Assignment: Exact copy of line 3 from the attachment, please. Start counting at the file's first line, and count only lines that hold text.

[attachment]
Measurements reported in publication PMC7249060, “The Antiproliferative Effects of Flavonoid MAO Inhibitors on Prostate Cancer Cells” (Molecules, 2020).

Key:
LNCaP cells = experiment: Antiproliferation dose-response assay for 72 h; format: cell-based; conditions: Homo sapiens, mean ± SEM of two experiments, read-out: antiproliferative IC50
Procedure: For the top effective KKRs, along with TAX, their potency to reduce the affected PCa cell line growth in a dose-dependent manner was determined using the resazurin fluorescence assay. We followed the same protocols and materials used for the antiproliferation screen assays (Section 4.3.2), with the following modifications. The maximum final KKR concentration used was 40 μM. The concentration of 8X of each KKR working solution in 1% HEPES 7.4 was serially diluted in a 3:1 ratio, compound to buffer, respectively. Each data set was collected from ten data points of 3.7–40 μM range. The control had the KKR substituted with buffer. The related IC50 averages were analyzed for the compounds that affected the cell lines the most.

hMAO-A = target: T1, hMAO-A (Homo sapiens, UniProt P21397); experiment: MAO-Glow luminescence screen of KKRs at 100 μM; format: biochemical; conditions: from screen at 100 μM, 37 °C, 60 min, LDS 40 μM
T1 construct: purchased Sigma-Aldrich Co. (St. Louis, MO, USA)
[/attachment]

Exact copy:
LNCaP cells = experiment: Antiproliferation dose-response assay for 72 h; format: cell-based; conditions: Homo sapiens, mean ± SEM of two experiments, read-out: antiproliferative IC50